Hair Restoration: Oral & Topical Therapies through Compounding


Author: Bob Brensel | President, Pharmacist | ScriptWorks

Bob Brensel, RPh, earned his Pharmacy Degree at University of the Pacific in Stockton, California in 1980. He was honored as a student with the Longs Drugs Stores, “Outstanding Intern Scholarship” in 1977. Read More →

Baldness (androgenic alopecia) is the most common type of hair loss. It affects an estimated 80 million individuals in the U.S. Source : Cleveland Clinic

One of the hottest topics in pharmacy compounding these days is hair restoration. Well, ScriptWorks collaborates with many hair restoration doctors in the Bay Area to create customized formulas that help both men and women with hair loss problems.

Oral & Topical Therapies through Compounding

There are so many exciting formulas that are both oral and topical that are therapy options for both men’s and women’s hair loss. Let’s review some of the possibilities.

Common formulas for hair restoration:

MINOXIDIL 0.625mg, 0.25mg  CAPSULES




Minoxidil Sulfate & Finasteride

The gold standard is using Minoxidil in hair growth formulas and the goal is to get the best absorption into the skin possible without causing significant patient side effects. 

Minoxidil Sulfate is an active metabolite which stimulates hair growth according to many studies. It is the number one product used for Androgenic Alopecia and has been approved by the FDA for this indication.

Finasteride is a 5 alpha-reductase inhibitor that blocks the conversion of testosterone to dihydrotestosterone (DHT), the androgen responsible for male pattern hair loss (androgenic alopecia). Finasteride is FDA approved for androgenic alopecia in men.

At ScriptWorks, we often tailor specific formulas containing one or both or these ingredients.

ScriptWorks has many other options for hair growth including Low Dose Oral Minoxidil. There are many other drugs like Tretinoin, Spironolactone, Fluocinonide, and others that doctors can use to enhance each compounded formula.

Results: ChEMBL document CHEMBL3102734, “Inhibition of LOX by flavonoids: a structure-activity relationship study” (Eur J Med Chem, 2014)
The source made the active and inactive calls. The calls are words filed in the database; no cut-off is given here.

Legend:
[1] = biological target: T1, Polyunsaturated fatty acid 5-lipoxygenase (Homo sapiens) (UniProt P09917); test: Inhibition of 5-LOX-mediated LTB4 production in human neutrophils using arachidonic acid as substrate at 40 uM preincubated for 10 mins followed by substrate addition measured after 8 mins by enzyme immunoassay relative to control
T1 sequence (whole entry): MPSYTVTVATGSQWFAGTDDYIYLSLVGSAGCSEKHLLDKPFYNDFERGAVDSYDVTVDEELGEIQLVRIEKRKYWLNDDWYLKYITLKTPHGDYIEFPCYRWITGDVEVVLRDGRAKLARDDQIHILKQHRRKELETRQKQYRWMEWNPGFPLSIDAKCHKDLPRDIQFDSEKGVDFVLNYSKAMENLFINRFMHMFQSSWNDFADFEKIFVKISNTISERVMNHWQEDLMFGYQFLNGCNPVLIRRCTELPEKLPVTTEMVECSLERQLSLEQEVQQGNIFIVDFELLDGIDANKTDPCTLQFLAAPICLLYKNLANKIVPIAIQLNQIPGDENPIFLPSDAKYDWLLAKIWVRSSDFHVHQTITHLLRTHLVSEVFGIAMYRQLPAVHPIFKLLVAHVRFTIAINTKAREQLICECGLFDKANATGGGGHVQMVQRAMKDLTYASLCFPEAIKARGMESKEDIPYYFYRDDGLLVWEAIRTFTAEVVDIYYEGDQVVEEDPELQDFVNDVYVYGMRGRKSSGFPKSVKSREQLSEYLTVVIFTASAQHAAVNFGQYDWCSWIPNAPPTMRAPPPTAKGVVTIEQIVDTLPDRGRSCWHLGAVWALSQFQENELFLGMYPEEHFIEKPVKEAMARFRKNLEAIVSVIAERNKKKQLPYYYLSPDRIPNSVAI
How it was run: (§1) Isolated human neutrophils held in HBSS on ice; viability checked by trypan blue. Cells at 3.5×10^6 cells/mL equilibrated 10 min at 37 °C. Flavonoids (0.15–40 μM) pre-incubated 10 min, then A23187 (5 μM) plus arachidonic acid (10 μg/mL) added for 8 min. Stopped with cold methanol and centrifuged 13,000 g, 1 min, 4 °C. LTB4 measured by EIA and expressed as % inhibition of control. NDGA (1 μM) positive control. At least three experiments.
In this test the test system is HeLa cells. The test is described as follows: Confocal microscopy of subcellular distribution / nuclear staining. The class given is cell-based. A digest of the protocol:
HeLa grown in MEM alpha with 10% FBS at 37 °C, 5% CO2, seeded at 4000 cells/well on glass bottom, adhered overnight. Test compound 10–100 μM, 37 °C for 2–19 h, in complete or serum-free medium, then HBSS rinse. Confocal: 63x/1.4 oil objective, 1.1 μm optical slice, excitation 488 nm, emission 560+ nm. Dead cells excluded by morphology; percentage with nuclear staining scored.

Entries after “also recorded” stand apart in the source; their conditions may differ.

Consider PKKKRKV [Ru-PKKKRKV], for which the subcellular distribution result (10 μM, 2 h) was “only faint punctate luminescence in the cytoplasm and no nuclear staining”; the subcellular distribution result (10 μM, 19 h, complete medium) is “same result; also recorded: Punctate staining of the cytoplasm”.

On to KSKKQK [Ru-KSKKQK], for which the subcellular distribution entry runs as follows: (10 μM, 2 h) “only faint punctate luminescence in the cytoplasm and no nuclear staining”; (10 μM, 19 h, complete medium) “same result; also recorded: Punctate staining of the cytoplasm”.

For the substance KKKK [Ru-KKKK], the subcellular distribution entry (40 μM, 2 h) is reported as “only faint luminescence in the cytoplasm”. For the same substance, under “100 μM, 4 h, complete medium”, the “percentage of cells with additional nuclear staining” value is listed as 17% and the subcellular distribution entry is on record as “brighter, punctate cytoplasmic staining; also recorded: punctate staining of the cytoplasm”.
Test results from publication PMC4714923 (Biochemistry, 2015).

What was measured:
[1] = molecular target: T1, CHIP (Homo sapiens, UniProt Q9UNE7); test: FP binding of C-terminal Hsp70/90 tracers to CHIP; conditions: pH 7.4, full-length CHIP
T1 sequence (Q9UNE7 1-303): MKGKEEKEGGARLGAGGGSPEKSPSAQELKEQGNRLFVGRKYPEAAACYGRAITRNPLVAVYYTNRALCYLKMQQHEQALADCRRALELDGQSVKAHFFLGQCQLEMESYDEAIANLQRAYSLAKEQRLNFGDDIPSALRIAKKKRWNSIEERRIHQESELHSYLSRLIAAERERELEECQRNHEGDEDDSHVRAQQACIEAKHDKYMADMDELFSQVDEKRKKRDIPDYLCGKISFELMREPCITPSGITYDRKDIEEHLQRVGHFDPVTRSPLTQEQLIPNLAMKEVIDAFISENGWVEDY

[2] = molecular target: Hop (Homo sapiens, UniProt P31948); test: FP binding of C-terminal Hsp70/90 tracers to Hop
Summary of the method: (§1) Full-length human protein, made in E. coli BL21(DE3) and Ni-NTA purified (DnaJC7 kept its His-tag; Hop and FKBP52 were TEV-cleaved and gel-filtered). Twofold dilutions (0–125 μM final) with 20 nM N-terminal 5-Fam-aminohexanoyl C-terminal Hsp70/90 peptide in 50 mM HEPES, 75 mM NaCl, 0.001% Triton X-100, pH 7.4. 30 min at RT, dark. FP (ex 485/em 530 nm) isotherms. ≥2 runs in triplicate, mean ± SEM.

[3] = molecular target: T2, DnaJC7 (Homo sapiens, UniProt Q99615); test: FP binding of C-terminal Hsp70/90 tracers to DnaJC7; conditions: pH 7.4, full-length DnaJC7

ScriptWorks’ pharmacists primary job is to research the safety and efficacy of our compounded drug therapies before creating a customized prescription for our patients. Our goal is to create a safe, patient-specific dosage form.

Before we filled our first compound for Oral Minoxidil Therapy,  we did an in-depth analysis of the safety and side effects of Low Dose Oral Minoxidil. We found quite a few studies (see below) that observed positive results of low dose oral Minoxidil. Since then, more studies have come to the forefront of this therapy.  There are side effects that need to be considered and weighed against potential benefits. 

A total of 17 studies with 634 patients were evaluated in consideration of oral Minoxidil therapy for hair loss. The conclusion was that oral minoxidil was found to be a well-tolerated treatment alternative for healthy patients having difficulty with topical formulations.

An Old Medicine Grows New Hair for Pennies a Day, Doctors Say

Dermatologists who specialize in hair loss say that the key ingredient in a topical treatment worked even better when taken orally at a low dose.

Source: The New York Times

This article has led to many inquiries from doctors and patients about this therapy.

Are you a Hair Restoration Doctor or Specialist?

Let’s connect, to better approach your patients’ specific needs.

Our expert pharmacists work with specialists in Walnut Creek, Concord, Martinez, San Francisco, Oakland, Berkeley, Danville, Lafayette, Alamo, & More!

Contact your local dermatologist or hair restoration specialist about whether a topical or oral compounded form of Minoxidil with other ingredients is right for you.

Already have a prescription for your hair restoration and not sure where to fill it? Come to the experts. Easily fill your prescription with ScriptWorks >>

You can also call and speak to a ScriptWorks pharmacist to help you get started on your hair restoration journey.

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Randolph M, Tosti A.J Am Acad Dermatol. 2021 Mar;84(3):737-746. doi: 10.1016/j.jaad.2020.06.1009. Epub 2020 Jul 2.PMID: 32622136 Review.

Beach RA, McDonald KA, Muylaert Barrett B.J Am Acad Dermatol. 2021 Mar;84(3):761-763. doi: 10.1016/j.jaad.2020.10.032. Epub 2020 Oct 22.PMID: 33098962 No abstract available.

Sharma AN, Michelle L, Juhasz M, Muller Ramos P, Atanaskova Mesinkovska N.Int J Dermatol. 2020 Aug;59(8):1013-1019. doi: 10.1111/ijd.14933. Epub 2020 Jun 9.PMID: 32516434

Jha AK, Sonthalia S, Zeeshan MD, Vinay K.J Am Acad Dermatol. 2020 Nov;83(5):1491-1493. doi: 10.1016/j.jaad.2020.05.129. Epub 2020 May 31.PMID: 32492469 No abstract available.

Jimenez-Cauhe J, Saceda-Corralo D, Rodrigues-Barata R, Hermosa-Gelbard A, Moreno-Arrones OM, Fernandez-Nieto D, Vaño-Galvan S.J Am Acad Dermatol. 2019 Aug;81(2):648-649. doi: 10.1016/j.jaad.2019.04.054. Epub 2019 May 2.PMID: 31054970 No abstract available.

Bammel A, Stern R, Sterry W.Dtsch Med Wochenschr. 1993 May 28;118(21):787-9. doi: 10.1055/s-2008-1059391.PMID: 8504714 Review. German. No abstract available.

Stoehr JR, Choi JN, Colavincenzo M, Vanderweil S.Am J Clin Dermatol. 2019 Apr;20(2):237-250. doi: 10.1007/s40257-018-0409-y.PMID: 30604379 Review.

Ramírez-Marín HA, Tosti A.Indian Dermatol Online J. 2022 Oct 12;13(6):729-733. doi: 10.4103/idoj.idoj_246_22. eCollection 2022 Nov-Dec.PMID: 36386734 Free PMC article. Review.

Gupta AK, Hall DC, Talukder M, Bamimore MA.Skin Appendage Disord. 2022 Sep;8(5):355-361. doi: 10.1159/000525137. Epub 2022 Jun 30.PMID: 36161084 Free PMC article.

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